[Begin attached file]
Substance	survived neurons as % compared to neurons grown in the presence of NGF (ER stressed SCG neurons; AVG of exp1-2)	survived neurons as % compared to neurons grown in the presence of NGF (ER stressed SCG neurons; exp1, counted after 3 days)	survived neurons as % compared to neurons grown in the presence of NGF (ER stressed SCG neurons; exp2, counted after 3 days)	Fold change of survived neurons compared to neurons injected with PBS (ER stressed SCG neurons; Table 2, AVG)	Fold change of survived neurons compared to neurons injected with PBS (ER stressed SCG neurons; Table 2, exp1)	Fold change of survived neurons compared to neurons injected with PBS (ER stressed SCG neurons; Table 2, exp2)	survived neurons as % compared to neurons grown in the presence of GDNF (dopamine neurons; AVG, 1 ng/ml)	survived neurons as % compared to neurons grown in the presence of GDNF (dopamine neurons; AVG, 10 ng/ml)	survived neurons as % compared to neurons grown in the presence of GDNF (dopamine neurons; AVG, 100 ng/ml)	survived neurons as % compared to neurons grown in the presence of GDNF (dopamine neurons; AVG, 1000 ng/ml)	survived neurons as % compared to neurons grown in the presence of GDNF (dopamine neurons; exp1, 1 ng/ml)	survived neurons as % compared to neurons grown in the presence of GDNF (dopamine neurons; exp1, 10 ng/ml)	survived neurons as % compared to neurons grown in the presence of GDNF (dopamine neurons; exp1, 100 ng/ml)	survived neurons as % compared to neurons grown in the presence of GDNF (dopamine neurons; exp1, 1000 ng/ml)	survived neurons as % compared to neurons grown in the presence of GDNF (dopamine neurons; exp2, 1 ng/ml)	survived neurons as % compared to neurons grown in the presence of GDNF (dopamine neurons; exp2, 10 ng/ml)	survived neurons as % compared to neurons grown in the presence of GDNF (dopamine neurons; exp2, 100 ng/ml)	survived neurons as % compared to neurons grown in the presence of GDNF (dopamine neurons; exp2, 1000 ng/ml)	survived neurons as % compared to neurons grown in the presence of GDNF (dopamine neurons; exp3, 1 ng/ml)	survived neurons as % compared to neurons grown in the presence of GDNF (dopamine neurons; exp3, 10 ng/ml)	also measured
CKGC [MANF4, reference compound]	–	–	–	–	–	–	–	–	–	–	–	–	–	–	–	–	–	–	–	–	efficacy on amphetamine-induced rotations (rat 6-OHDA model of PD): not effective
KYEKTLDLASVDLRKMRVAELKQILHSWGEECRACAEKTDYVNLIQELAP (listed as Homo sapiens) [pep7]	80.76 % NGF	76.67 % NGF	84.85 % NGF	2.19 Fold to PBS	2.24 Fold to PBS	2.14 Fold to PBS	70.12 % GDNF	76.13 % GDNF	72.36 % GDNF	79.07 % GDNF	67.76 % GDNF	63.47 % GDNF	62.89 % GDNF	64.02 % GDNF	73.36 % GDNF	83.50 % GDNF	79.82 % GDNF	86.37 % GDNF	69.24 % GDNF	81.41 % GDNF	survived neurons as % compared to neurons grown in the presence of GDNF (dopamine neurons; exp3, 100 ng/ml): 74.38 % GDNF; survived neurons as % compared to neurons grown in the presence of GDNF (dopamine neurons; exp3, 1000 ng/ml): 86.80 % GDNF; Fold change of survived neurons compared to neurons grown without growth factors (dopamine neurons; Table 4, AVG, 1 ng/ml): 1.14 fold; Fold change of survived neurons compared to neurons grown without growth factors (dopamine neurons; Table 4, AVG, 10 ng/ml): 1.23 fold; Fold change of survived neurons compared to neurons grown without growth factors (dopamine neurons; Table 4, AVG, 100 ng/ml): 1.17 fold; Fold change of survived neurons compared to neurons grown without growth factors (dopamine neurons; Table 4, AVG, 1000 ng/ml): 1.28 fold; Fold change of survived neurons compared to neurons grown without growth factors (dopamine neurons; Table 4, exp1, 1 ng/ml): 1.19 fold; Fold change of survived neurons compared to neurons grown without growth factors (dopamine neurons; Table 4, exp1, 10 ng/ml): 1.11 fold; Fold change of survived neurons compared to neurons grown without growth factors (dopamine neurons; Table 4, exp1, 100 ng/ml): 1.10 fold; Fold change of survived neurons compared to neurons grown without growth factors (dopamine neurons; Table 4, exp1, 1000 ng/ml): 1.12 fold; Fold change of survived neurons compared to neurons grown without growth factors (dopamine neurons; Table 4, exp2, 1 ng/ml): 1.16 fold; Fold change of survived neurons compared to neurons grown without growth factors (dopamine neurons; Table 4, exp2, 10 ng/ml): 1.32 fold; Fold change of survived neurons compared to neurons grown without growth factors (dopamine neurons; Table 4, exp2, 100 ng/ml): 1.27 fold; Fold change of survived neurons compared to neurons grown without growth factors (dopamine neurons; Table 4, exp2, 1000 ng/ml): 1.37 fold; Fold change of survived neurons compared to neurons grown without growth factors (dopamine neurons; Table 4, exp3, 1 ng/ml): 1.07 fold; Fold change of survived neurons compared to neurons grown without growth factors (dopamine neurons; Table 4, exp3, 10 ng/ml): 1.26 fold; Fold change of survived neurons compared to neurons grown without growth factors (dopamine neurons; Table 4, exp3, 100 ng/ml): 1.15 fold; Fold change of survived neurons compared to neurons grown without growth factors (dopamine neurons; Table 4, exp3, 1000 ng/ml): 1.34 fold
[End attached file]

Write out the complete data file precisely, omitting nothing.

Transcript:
Substance	survived neurons as % compared to neurons grown in the presence of NGF (ER stressed SCG neurons; AVG of exp1-2)	survived neurons as % compared to neurons grown in the presence of NGF (ER stressed SCG neurons; exp1, counted after 3 days)	survived neurons as % compared to neurons grown in the presence of NGF (ER stressed SCG neurons; exp2, counted after 3 days)	Fold change of survived neurons compared to neurons injected with PBS (ER stressed SCG neurons; Table 2, AVG)	Fold change of survived neurons compared to neurons injected with PBS (ER stressed SCG neurons; Table 2, exp1)	Fold change of survived neurons compared to neurons injected with PBS (ER stressed SCG neurons; Table 2, exp2)	survived neurons as % compared to neurons grown in the presence of GDNF (dopamine neurons; AVG, 1 ng/ml)	survived neurons as % compared to neurons grown in the presence of GDNF (dopamine neurons; AVG, 10 ng/ml)	survived neurons as % compared to neurons grown in the presence of GDNF (dopamine neurons; AVG, 100 ng/ml)	survived neurons as % compared to neurons grown in the presence of GDNF (dopamine neurons; AVG, 1000 ng/ml)	survived neurons as % compared to neurons grown in the presence of GDNF (dopamine neurons; exp1, 1 ng/ml)	survived neurons as % compared to neurons grown in the presence of GDNF (dopamine neurons; exp1, 10 ng/ml)	survived neurons as % compared to neurons grown in the presence of GDNF (dopamine neurons; exp1, 100 ng/ml)	survived neurons as % compared to neurons grown in the presence of GDNF (dopamine neurons; exp1, 1000 ng/ml)	survived neurons as % compared to neurons grown in the presence of GDNF (dopamine neurons; exp2, 1 ng/ml)	survived neurons as % compared to neurons grown in the presence of GDNF (dopamine neurons; exp2, 10 ng/ml)	survived neurons as % compared to neurons grown in the presence of GDNF (dopamine neurons; exp2, 100 ng/ml)	survived neurons as % compared to neurons grown in the presence of GDNF (dopamine neurons; exp2, 1000 ng/ml)	survived neurons as % compared to neurons grown in the presence of GDNF (dopamine neurons; exp3, 1 ng/ml)	survived neurons as % compared to neurons grown in the presence of GDNF (dopamine neurons; exp3, 10 ng/ml)	also measured
CKGC [MANF4, reference compound]	–	–	–	–	–	–	–	–	–	–	–	–	–	–	–	–	–	–	–	–	efficacy on amphetamine-induced rotations (rat 6-OHDA model of PD): not effective
KYEKTLDLASVDLRKMRVAELKQILHSWGEECRACAEKTDYVNLIQELAP (listed as Homo sapiens) [pep7]	80.76 % NGF	76.67 % NGF	84.85 % NGF	2.19 Fold to PBS	2.24 Fold to PBS	2.14 Fold to PBS	70.12 % GDNF	76.13 % GDNF	72.36 % GDNF	79.07 % GDNF	67.76 % GDNF	63.47 % GDNF	62.89 % GDNF	64.02 % GDNF	73.36 % GDNF	83.50 % GDNF	79.82 % GDNF	86.37 % GDNF	69.24 % GDNF	81.41 % GDNF	survived neurons as % compared to neurons grown in the presence of GDNF (dopamine neurons; exp3, 100 ng/ml): 74.38 % GDNF; survived neurons as % compared to neurons grown in the presence of GDNF (dopamine neurons; exp3, 1000 ng/ml): 86.80 % GDNF; Fold change of survived neurons compared to neurons grown without growth factors (dopamine neurons; Table 4, AVG, 1 ng/ml): 1.14 fold; Fold change of survived neurons compared to neurons grown without growth factors (dopamine neurons; Table 4, AVG, 10 ng/ml): 1.23 fold; Fold change of survived neurons compared to neurons grown without growth factors (dopamine neurons; Table 4, AVG, 100 ng/ml): 1.17 fold; Fold change of survived neurons compared to neurons grown without growth factors (dopamine neurons; Table 4, AVG, 1000 ng/ml): 1.28 fold; Fold change of survived neurons compared to neurons grown without growth factors (dopamine neurons; Table 4, exp1, 1 ng/ml): 1.19 fold; Fold change of survived neurons compared to neurons grown without growth factors (dopamine neurons; Table 4, exp1, 10 ng/ml): 1.11 fold; Fold change of survived neurons compared to neurons grown without growth factors (dopamine neurons; Table 4, exp1, 100 ng/ml): 1.10 fold; Fold change of survived neurons compared to neurons grown without growth factors (dopamine neurons; Table 4, exp1, 1000 ng/ml): 1.12 fold; Fold change of survived neurons compared to neurons grown without growth factors (dopamine neurons; Table 4, exp2, 1 ng/ml): 1.16 fold; Fold change of survived neurons compared to neurons grown without growth factors (dopamine neurons; Table 4, exp2, 10 ng/ml): 1.32 fold; Fold change of survived neurons compared to neurons grown without growth factors (dopamine neurons; Table 4, exp2, 100 ng/ml): 1.27 fold; Fold change of survived neurons compared to neurons grown without growth factors (dopamine neurons; Table 4, exp2, 1000 ng/ml): 1.37 fold; Fold change of survived neurons compared to neurons grown without growth factors (dopamine neurons; Table 4, exp3, 1 ng/ml): 1.07 fold; Fold change of survived neurons compared to neurons grown without growth factors (dopamine neurons; Table 4, exp3, 10 ng/ml): 1.26 fold; Fold change of survived neurons compared to neurons grown without growth factors (dopamine neurons; Table 4, exp3, 100 ng/ml): 1.15 fold; Fold change of survived neurons compared to neurons grown without growth factors (dopamine neurons; Table 4, exp3, 1000 ng/ml): 1.34 fold